The objective of this study was to determine if a CAN bus could be used to implement variable-rate turn compensation in a manner that is scalable by encoding application rates for an entire implement into a single data message. A variable-rate turn compensation test fixture was developed that used a CAN bus to communicate application rates to 16 individual nodes using a 2-byte data message (80-bit extended identifier CAN messages). The system assumed that the physical structure of an implement was linear and that the control nodes were equally spaced. Application rates for the outer-most nodes were broadcasted and the remaining nodes calculated their application rate using a linear interpolation method. Node locations were determined using a 4-bit binary thumbwheel switch located at each control node, allowing all nodes to run an identical program. Servo-controlled gauges were used to visualize node application rate across the test fixture. A joystick interface was developed to simulate vehicle movements and desired application rates. The system transmitted Bluetooth serial messages at a rate of 20 Hz, which were received by the test fixture and converted to CAN messages before being broadcasted to the control nodes. Two USB to CAN interfaces were connected to the CAN bus to insert additional traffic and measure bandwidth utilization. Due to the minimal amount of bandwidth required (<1%) to transmit variable-rate control messages, the system functioned properly when the CAN bus was heavily loaded with traffic up to 99% of the available bandwidth of 250 kbps. The variable-rate turn compensation test fixture demonstrated that a CAN bus is a suitable protocol for communicating variable-rate data. The scalable encoding technique developed in this study resulted in a single message required to update all nodes, regardless of the number of nodes in the system. The system has broad applicability in future planting, fertilizing, and chemical application systems where deposition points are evenly spaced along an implement.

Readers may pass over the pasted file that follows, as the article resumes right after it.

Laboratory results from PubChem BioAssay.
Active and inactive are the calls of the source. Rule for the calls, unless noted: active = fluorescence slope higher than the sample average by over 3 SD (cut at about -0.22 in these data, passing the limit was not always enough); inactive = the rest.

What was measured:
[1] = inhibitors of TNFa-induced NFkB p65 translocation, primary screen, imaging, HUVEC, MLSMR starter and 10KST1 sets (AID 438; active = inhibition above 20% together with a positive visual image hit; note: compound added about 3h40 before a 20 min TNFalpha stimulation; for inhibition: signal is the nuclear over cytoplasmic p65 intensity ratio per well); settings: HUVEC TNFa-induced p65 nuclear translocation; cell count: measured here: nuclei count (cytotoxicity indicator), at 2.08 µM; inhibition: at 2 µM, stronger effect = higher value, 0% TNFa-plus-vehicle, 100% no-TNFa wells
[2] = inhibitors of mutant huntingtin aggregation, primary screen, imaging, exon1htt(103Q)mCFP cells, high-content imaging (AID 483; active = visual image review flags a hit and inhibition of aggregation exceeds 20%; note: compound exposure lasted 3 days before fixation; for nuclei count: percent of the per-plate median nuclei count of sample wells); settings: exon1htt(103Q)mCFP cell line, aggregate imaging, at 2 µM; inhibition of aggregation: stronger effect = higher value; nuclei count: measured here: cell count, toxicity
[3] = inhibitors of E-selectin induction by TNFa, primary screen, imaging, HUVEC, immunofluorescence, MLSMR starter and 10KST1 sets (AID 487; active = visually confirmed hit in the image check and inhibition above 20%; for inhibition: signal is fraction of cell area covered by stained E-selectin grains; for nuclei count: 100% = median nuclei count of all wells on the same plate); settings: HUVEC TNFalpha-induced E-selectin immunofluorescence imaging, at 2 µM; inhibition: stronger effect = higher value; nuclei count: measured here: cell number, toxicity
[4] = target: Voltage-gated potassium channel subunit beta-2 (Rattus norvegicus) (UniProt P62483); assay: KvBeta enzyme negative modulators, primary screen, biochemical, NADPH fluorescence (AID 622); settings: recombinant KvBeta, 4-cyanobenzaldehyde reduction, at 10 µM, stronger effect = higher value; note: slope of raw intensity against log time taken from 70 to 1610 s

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Published in Applied Engineering in Agriculture, v. 31, no. 3, p. 425-435.

© 2015 American Society of Agricultural and Biological Engineers

The copyright holders have granted the permission for posting the article here.

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This material is based upon work supported by the National Institute of Food and Agriculture, U.S. Department of Agriculture, under Agreements 2010-34628-21691 and KAES 14-02. Any opinions, findings, or conclusions expressed in this publication are those of the author(s) and do not necessarily reflect the views of the U.S. Department of Agriculture or the Kentucky Agricultural Experiment Station. The information reported in this paper (No. 15-05-054) is part of a project of the Kentucky Agricultural Experiment Station and is published with approval of the Director.